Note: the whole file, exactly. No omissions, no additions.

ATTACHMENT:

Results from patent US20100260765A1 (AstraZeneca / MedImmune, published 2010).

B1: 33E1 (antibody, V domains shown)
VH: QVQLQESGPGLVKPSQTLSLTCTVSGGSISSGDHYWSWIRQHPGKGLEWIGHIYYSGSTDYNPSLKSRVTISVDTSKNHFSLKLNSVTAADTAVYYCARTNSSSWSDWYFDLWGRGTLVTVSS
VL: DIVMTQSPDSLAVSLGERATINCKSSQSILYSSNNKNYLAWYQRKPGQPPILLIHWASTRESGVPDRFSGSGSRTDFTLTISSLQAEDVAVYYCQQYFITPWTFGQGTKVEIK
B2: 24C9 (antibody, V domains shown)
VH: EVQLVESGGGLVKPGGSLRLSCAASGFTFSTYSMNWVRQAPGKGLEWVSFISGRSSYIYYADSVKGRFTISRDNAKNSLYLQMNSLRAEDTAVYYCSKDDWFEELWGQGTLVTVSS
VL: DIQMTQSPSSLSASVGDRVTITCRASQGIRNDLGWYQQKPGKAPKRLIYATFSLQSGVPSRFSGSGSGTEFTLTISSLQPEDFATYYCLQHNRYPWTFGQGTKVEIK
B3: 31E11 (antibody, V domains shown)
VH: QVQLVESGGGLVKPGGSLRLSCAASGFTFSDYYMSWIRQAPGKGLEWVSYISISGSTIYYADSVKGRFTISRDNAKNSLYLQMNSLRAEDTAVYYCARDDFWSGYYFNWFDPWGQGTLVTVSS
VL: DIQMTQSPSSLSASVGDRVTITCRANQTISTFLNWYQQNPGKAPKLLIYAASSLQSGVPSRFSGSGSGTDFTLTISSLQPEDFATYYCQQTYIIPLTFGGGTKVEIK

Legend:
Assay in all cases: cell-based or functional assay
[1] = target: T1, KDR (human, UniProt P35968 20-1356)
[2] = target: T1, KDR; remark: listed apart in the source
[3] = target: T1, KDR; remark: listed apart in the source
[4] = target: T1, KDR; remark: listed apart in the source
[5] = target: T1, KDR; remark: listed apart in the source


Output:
Results from patent US20100260765A1 (AstraZeneca / MedImmune, published 2010).

B1: 33E1 (antibody, V domains shown)
VH: QVQLQESGPGLVKPSQTLSLTCTVSGGSISSGDHYWSWIRQHPGKGLEWIGHIYYSGSTDYNPSLKSRVTISVDTSKNHFSLKLNSVTAADTAVYYCARTNSSSWSDWYFDLWGRGTLVTVSS
VL: DIVMTQSPDSLAVSLGERATINCKSSQSILYSSNNKNYLAWYQRKPGQPPILLIHWASTRESGVPDRFSGSGSRTDFTLTISSLQAEDVAVYYCQQYFITPWTFGQGTKVEIK
B2: 24C9 (antibody, V domains shown)
VH: EVQLVESGGGLVKPGGSLRLSCAASGFTFSTYSMNWVRQAPGKGLEWVSFISGRSSYIYYADSVKGRFTISRDNAKNSLYLQMNSLRAEDTAVYYCSKDDWFEELWGQGTLVTVSS
VL: DIQMTQSPSSLSASVGDRVTITCRASQGIRNDLGWYQQKPGKAPKRLIYATFSLQSGVPSRFSGSGSGTEFTLTISSLQPEDFATYYCLQHNRYPWTFGQGTKVEIK
B3: 31E11 (antibody, V domains shown)
VH: QVQLVESGGGLVKPGGSLRLSCAASGFTFSDYYMSWIRQAPGKGLEWVSYISISGSTIYYADSVKGRFTISRDNAKNSLYLQMNSLRAEDTAVYYCARDDFWSGYYFNWFDPWGQGTLVTVSS
VL: DIQMTQSPSSLSASVGDRVTITCRANQTISTFLNWYQQNPGKAPKLLIYAASSLQSGVPSRFSGSGSGTDFTLTISSLQPEDFATYYCQQTYIIPLTFGGGTKVEIK

Legend:
Assay in all cases: cell-based or functional assay
[1] = target: T1, KDR (human, UniProt P35968 20-1356)
[2] = target: T1, KDR; remark: listed apart in the source
[3] = target: T1, KDR; remark: listed apart in the source
[4] = target: T1, KDR; remark: listed apart in the source
[5] = target: T1, KDR; remark: listed apart in the source